Though it might be sort of convenient to be able to light your joint on a steel pole when global warming rises temperatures to a hell on earth scenario, you might want to buy your marijuana products from cannabis companies that emphasize organic growing practices, just for good measure. Stone Road is a cannabis company that has built their whole business around the conviction that marijuana is one of the planet’s most profound natural gifts to humans. They grow high quality marijuana on a farm high up in the hills of Nevada City, CA. They only use 1% of their 57-acre plot to protect the remaining 99% of wildlife that inhabits the area. If that wasn’t cool enough, their entire farm is 100% off the grid, using only solar power energy to operate their greenhouses. A 460 ft deep well captures living, microbial, rainwater, directly from the earth and is the only water they source to hydrate their plants. Stone Roads is obsessed with finding ways to reduce their carbon footprint. They are developing new packaging made from sugarcane-based bioplastic that will be fully biodegradable and are hopeful to be rolling it out in the coming year. The brand currently uses packaging that is made from completely recycled post-consumer goods and is 99% recyclable after use. Stone Road is building a kingdom of good karma up there in the hills of Nevada City, and by choosing their products you are garnering karma points for yourself. Mother Earth thanks you.

3. Cresco Labs

The main difference between Cresco Labs and the above two manufacturers is that Cresco Labs is about as close to “big marijuana” as it gets. They are one of the largest publicly traded cannabis companies, and the miracle is that in their transition from private to public, they have never sacrificed their values. If I close my eyes and imagine the leader of a publicly traded company, I envision a grey-eyed, zombie, grinded down to half their size by the demands of endlessly dissatisfied investors. It warms my heart to think about how, Charlie Bachtell, the CEO of Cresco Labs has engineered the confluence of profit and ethical business practices as the company has grown into an exemplary leader in the industry. They have never once been found guilty of cutting corners when it comes to the product, its packaging, or its marketing. They hold themselves to strict regulations from providing a high-quality product, to designing environmentally friendly packaging, simply because it is the right thing to do. In their 2020 Responsible Marketing and Advertising Practices flipbook you can see all of the ways Cresco Labs has committed to paving the way to an industry built on ethics and fact-based values. Like Cookies’ Social Impact Program, Cresco Labs has built SEED™ which stands for Social Equity & Education Development. This is an impact campaign designed to “to repair the damage done by our nation’s drug policies, while serving as champions of change by molding an equitable and inclusive cannabis industry of the future.” I think sometimes when people envisioned the legalization of marijuana, they imagined it to be synonymous with brands like Philip Morris and other tobacco industry giants. Cresco Labs is working to deny that fate and build themselves a better one based on inclusion, morals, and good will.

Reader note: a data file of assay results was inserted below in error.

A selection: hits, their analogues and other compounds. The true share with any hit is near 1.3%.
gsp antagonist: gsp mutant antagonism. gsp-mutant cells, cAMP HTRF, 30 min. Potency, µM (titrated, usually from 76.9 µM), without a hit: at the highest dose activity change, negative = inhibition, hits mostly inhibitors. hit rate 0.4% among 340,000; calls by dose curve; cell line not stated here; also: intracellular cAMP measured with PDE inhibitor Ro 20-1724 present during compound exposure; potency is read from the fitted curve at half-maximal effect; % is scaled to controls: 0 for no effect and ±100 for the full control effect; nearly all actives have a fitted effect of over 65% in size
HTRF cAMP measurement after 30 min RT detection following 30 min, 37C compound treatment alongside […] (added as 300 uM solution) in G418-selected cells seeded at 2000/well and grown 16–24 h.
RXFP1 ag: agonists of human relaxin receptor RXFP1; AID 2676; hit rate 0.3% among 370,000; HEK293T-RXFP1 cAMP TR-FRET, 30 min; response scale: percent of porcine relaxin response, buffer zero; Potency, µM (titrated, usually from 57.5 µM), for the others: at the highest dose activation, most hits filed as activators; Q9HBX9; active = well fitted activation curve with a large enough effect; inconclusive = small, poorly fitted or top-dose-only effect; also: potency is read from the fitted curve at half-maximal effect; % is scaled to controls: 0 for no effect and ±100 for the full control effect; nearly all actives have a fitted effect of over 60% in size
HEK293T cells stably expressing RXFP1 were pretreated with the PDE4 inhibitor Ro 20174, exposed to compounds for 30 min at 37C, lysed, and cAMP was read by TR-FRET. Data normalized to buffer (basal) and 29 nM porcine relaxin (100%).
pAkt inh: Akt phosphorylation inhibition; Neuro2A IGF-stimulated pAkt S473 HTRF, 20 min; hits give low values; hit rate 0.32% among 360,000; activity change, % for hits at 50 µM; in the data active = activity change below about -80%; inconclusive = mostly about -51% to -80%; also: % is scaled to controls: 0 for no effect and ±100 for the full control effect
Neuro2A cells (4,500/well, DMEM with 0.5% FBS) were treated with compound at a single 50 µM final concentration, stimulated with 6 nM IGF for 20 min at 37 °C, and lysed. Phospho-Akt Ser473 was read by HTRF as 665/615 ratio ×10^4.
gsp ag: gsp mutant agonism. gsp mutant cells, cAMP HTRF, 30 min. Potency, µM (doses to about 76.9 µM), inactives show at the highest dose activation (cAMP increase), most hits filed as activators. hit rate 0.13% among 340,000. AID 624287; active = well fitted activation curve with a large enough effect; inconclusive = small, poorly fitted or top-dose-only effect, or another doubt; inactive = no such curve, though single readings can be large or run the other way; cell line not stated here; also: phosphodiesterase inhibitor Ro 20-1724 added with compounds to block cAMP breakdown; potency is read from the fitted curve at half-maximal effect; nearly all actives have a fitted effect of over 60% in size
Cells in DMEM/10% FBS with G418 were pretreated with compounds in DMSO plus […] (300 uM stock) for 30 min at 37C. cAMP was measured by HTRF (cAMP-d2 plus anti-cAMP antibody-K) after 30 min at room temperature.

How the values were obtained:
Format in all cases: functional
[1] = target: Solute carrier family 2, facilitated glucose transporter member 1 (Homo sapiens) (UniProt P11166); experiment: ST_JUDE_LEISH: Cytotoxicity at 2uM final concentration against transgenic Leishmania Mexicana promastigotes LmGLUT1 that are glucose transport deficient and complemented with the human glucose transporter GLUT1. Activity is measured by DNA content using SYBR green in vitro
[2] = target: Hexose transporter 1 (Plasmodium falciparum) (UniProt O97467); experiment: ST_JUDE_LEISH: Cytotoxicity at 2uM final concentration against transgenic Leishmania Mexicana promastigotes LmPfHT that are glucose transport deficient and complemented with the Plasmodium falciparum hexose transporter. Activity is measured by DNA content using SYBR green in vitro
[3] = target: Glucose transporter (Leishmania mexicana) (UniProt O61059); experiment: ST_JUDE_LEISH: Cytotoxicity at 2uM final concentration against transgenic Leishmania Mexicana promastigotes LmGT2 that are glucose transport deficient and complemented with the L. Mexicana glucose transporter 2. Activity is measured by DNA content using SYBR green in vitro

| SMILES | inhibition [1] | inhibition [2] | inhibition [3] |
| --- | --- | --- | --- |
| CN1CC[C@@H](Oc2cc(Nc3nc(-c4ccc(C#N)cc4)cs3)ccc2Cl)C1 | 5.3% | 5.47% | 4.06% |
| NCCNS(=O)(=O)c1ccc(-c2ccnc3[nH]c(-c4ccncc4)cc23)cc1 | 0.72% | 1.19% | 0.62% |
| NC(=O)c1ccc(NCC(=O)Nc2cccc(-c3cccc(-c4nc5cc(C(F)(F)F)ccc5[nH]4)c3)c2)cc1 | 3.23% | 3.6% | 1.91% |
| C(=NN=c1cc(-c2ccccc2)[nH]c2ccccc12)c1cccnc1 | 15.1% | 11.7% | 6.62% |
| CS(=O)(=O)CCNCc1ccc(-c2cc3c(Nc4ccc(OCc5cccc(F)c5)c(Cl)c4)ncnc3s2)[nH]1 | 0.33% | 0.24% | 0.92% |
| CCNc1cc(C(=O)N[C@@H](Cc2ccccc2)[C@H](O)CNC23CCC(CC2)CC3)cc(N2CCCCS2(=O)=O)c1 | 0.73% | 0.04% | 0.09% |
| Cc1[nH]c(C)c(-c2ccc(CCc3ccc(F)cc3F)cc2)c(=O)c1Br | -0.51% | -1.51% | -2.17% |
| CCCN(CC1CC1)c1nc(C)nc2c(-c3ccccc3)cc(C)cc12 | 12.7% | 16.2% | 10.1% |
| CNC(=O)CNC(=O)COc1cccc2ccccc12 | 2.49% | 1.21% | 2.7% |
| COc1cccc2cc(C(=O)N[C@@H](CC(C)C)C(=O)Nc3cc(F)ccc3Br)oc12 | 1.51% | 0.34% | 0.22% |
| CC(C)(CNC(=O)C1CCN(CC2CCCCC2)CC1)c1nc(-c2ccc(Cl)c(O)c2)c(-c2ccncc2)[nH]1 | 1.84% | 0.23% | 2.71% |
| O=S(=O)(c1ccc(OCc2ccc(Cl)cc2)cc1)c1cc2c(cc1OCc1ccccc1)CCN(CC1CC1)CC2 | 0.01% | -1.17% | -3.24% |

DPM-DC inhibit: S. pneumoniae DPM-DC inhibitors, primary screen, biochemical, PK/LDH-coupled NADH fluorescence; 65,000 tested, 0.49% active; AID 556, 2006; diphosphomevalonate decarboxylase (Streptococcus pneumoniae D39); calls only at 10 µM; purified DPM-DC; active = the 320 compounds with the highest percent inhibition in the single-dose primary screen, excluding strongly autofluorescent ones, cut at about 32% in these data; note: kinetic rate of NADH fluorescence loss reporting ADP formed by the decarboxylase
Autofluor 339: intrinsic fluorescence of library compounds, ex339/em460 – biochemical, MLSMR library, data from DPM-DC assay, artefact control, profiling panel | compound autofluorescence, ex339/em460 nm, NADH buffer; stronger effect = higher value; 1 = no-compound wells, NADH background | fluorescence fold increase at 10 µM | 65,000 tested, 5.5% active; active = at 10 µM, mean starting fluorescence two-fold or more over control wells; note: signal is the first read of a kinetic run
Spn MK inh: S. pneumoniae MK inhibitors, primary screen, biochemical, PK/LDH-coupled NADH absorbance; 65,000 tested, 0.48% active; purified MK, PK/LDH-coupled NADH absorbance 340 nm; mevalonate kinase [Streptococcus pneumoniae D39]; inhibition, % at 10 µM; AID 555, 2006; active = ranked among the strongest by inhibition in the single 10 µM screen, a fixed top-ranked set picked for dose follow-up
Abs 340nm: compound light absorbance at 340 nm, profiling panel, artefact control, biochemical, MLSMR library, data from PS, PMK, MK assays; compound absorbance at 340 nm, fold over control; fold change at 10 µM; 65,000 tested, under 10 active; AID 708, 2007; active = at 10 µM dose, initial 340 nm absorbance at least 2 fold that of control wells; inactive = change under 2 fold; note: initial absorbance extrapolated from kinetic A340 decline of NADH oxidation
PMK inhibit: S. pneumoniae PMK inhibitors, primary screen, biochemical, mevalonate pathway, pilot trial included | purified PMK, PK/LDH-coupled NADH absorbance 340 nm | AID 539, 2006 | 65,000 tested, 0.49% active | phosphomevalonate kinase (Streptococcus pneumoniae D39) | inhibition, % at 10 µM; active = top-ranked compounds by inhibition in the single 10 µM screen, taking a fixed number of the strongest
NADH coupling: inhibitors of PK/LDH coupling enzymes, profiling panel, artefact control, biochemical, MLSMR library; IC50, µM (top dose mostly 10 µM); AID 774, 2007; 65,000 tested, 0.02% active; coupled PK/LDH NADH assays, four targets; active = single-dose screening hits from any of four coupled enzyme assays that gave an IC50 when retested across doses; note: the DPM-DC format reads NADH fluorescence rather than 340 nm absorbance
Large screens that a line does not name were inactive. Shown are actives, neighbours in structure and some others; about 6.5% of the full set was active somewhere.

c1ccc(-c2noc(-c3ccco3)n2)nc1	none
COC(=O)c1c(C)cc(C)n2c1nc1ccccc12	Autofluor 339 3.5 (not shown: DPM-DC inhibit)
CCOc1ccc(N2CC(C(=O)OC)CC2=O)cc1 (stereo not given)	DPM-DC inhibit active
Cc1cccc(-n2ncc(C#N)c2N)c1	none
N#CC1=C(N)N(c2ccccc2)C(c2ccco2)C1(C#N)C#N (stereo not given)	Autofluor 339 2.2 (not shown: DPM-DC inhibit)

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Wade Sharp